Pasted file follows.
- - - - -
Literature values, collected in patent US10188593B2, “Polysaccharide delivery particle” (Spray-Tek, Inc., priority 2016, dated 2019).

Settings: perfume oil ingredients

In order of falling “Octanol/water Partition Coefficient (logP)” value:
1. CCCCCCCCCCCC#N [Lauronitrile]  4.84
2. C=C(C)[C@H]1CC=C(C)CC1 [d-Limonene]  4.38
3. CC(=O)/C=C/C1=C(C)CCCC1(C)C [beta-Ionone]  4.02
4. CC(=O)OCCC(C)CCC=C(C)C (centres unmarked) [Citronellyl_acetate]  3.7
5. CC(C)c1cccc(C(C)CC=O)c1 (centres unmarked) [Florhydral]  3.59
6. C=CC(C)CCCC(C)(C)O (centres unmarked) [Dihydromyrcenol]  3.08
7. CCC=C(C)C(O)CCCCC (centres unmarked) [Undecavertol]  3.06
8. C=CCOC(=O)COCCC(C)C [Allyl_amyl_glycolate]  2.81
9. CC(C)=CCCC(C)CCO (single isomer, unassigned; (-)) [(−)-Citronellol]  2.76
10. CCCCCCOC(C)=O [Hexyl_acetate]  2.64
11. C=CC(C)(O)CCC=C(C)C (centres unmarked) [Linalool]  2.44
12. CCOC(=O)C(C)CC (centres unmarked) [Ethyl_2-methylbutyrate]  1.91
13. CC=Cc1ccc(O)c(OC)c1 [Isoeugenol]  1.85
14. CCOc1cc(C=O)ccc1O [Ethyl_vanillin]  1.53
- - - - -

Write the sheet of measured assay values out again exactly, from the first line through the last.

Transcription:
Literature values, collected in patent US10188593B2, “Polysaccharide delivery particle” (Spray-Tek, Inc., priority 2016, dated 2019).

Settings: perfume oil ingredients

In order of falling “Octanol/water Partition Coefficient (logP)” value:
1. CCCCCCCCCCCC#N [Lauronitrile]  4.84
2. C=C(C)[C@H]1CC=C(C)CC1 [d-Limonene]  4.38
3. CC(=O)/C=C/C1=C(C)CCCC1(C)C [beta-Ionone]  4.02
4. CC(=O)OCCC(C)CCC=C(C)C (centres unmarked) [Citronellyl_acetate]  3.7
5. CC(C)c1cccc(C(C)CC=O)c1 (centres unmarked) [Florhydral]  3.59
6. C=CC(C)CCCC(C)(C)O (centres unmarked) [Dihydromyrcenol]  3.08
7. CCC=C(C)C(O)CCCCC (centres unmarked) [Undecavertol]  3.06
8. C=CCOC(=O)COCCC(C)C [Allyl_amyl_glycolate]  2.81
9. CC(C)=CCCC(C)CCO (single isomer, unassigned; (-)) [(−)-Citronellol]  2.76
10. CCCCCCOC(C)=O [Hexyl_acetate]  2.64
11. C=CC(C)(O)CCC=C(C)C (centres unmarked) [Linalool]  2.44
12. CCOC(=O)C(C)CC (centres unmarked) [Ethyl_2-methylbutyrate]  1.91
13. CC=Cc1ccc(O)c(OC)c1 [Isoeugenol]  1.85
14. CCOc1cc(C=O)ccc1O [Ethyl_vanillin]  1.53